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Gilead Sciences' HIV triple therapy meets primary endpoint in phase 3 trial

Gilead Sciences Inc. said its triple combination therapy containing bictegravir met its primary endpoint in a phase 3 trial for treating HIV-1 infected adult patients.

The company's triple therapy consists of bictegravir, an integrase strand transfer inhibitor, as well as nucleoside reverse transcriptase inhibitors, emtricitabine and tenofovir alafenamide.

The study showed that the combination was statistically noninferior in treating virologically suppressed HIV-1 infected patients after they were switched from boosted protease inhibitor, or bPI, based regimens.

Virological suppression occurs after a patient's viral load is reduced to an undetectable level with the help of an antiretroviral therapy.

The study, named 1878, involved 577 patients taking bPI regimen of boosted atazanavir or darunavir plus abacavir/lamivudine or emtricitabine/tenofovir disoproxil fumarate, who were later randomized to continue their regimen or switch to the triple combination therapy.

According to the results, 92.1% of patients on the triple therapy reported HIV-1 RNA levels of less than 50 copies per milliliter compared to 88.9% patients in the bPI arm.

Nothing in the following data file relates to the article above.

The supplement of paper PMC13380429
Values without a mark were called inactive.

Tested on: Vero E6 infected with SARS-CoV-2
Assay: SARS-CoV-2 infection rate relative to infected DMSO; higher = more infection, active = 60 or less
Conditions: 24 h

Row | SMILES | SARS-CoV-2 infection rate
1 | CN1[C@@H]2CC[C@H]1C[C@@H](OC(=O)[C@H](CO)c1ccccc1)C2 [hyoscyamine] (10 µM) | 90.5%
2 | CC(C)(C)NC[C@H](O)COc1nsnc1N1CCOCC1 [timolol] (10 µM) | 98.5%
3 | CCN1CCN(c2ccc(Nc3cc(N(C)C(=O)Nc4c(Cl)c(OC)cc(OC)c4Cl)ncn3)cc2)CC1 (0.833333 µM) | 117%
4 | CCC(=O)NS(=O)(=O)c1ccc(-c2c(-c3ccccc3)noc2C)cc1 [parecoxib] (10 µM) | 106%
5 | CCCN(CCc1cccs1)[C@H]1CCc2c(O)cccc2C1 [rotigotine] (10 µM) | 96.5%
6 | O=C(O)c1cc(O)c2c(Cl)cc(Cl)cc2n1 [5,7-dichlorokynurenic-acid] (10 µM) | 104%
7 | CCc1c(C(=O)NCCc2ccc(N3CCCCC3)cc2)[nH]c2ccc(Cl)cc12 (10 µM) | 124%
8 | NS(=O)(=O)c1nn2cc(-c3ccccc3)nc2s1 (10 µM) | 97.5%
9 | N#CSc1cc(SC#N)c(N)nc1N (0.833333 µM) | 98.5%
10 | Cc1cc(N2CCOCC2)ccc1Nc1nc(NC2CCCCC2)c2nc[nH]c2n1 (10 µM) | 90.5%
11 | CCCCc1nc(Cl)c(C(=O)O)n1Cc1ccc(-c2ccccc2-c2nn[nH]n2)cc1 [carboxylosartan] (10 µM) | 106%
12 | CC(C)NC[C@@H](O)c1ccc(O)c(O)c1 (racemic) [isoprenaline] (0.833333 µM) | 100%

None of the patients given the single tablet combination developed resistance to the treatment through 48 weeks of the study.

The company reported topline results from 1878 study in May along with results from three other phase 3 studies evaluating the triple therapy.

Two of the studies compared the combination with regimens containing GlaxoSmithKline plc's dolutegravir, among patients new to treatment, and the third tested it among virologically suppressed patients switching from another anti-retroviral regimen.

Gilead Sciences filed a new drug application in June with the U.S. Food and Drug Administration, which is expected to make a decision on the therapy by Feb. 12, 2018.

The results from 1878 study along with three other studies suggest that the triple therapy may be appropriate for a broad range of HIV patients, said Eric Daar, lead author of 1878 and chief of HIV division at Los Angeles Biomedical Research Institute.